'Played by Russian spies,' Trump under fire in US over siding with Putin
Iran Press TV
Mon Jul 16, 2018 09:30PM
US President Donald Trump is under fire in his country after a summit with Russian President Vladimir Putin, in which he tried to "get along with" Moscow.
"I've seen Russian intelligence manipulate many people over my professional career and I never would have thought that the US President would become one of the ones getting played by old KGB hands," said Texas Republican representative Will Hurd on Monday, joining a large number of Democrats, Republicans and the intelligence community members criticizing Trump.
He was reacting to the two leaders' dismissal of collusion as well as Moscow's alleged meddling in the 2016 presidential election, which made the Russia-friendly billionaire the president.
Upon leaving the Finnish capital Helsinki, Trump reacted to the backlash and defended his stance.
"As I said today and many times before, I have GREAT confidence in MY intelligence people. However, I also recognize that in order to build a brighter future, we cannot exclusively focus on the past – as the world's two largest nuclear powers, we must get along," he tweeted from Air Force One.
'Russia not a friend'
The Texas GOP lawmaker also went further questioning the president's America First claims.
"There is nothing about agreeing with a thug like Putin that puts America First," Hurd said in a tweet.
He further assured US allies that Washington's stance will remain anti-Russia.
"To all our allies: there are still many of us in Congress that know Russia is not just an adversary to the United States but to freedom loving people everywhere," said the former CIA officer and a lawmaker on the House Intelligence Committee. "The President is wrong… Russia interfered in the 2016 election and seeks to undermine our democracy."
The so called Russia probe seeks to find out whether the Russian government coordinated with Trump's aides after the intelligence community's conclusion that the Kremlin helped with Trump's campaign effort ahead of winning the White House.
While the president described special counsel Robert Mueller's probe, a "disaster for our country," he was himself blamed for why it has been prolonged.
"Why can't the president go talk to Bob Mueller, where he's actually already been given the questions," California Democratic Representative asked on Hill TV.
US Director of National Intelligence Dan Coats, picked by Trump himself, also attested to the alleged Russian meddling.
"We have been clear in our assessments of Russian meddling in the 2016 election and their ongoing, pervasive efforts to undermine our democracy, and we will continue to provide unvarnished and objective intelligence in support of our national security," Coats said in a statement issued Monday afternoon. "The role of the Intelligence Community is to provide the best information and fact-based assessments possible for the President and policymakers."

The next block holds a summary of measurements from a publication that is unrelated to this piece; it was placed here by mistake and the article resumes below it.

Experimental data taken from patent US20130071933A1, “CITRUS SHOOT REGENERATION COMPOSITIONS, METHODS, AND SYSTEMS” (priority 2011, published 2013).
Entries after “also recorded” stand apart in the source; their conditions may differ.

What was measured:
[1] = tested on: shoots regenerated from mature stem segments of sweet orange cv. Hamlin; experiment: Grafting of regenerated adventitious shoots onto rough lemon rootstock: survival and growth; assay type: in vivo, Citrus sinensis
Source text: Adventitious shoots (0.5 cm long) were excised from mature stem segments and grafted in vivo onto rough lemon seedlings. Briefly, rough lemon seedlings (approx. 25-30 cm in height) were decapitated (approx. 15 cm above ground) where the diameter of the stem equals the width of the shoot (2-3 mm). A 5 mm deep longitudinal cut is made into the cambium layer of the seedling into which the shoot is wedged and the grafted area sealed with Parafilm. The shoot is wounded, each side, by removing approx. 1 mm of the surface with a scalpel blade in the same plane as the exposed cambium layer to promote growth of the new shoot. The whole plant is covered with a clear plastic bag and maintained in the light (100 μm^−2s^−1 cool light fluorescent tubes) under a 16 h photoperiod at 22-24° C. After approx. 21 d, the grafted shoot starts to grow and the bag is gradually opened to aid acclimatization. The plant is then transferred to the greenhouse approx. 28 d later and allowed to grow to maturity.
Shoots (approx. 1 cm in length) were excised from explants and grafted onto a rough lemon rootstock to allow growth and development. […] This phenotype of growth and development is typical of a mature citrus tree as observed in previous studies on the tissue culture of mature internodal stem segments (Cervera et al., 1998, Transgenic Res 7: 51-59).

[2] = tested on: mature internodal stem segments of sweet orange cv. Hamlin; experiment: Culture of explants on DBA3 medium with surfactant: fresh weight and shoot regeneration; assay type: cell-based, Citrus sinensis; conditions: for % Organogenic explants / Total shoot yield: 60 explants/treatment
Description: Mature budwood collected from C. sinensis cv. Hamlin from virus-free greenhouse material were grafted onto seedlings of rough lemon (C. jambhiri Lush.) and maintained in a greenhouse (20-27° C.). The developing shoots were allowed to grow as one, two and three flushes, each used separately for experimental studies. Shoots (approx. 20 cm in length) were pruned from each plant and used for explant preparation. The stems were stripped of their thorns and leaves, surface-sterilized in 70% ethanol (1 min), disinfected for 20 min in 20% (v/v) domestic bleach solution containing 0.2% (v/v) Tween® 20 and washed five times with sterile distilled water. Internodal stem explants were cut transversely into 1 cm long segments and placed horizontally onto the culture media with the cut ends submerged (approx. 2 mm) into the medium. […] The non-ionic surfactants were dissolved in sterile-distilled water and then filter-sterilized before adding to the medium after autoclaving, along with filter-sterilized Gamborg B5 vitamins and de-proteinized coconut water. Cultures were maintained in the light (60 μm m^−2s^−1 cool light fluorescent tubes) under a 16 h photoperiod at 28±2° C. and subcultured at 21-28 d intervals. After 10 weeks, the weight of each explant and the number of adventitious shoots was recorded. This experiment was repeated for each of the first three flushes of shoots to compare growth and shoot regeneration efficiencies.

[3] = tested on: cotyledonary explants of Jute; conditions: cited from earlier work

Since Trump's inauguration in January 2017, the US intelligence community has insisted that Moscow played a role in the election.
"He just said it's not Russia," Trump said in Helsinki citing Putin. "I will say this: I don't see any reason why it would be."
Senate Majority Leader Mitch McConnell has also thrown his support behind the intelligence community, asserting that "Russians are not our friends."
"I entirely believe the assessment of our intelligence community," McConnell told reporters in hallways around the Capitol Hill.
Last week, Mueller indicted 12 Russians as part of the ongoing investigation, saying they should be extradited to the US.
Other top Republicans such as the Senate's No. 2 Republican also supported Mueller rather than their own party's nominee for the 2016 vote.
"I don't believe Mr. Putin and I believe our intelligence officials who produced the intelligence community assessment and I believe the indictment that Robert Mueller has now presented is well taken," said Texas Senator John Cornyn. "I think members of Congress believe as I do that Russia did attempt to meddle in the election. That they were unsuccessful in changing the outcome. ... I think [the president] is conflating two different things: The meddling and the collusion allegations, for which there does not appear to be any evidence."
Some Democrats like California Representative Maxine Waters are working to impeach Trump while others insist that it is too early.
"I think that's premature at this point – we should do all we can to make sure that he's held accountable, that we conduct the investigations the Republicans have been unwilling to do." Swalwell said. "If impeachment is the case, it's because we found impenetrable evidence that we take to the American people and will be accepted by both Republicans and Democrats."
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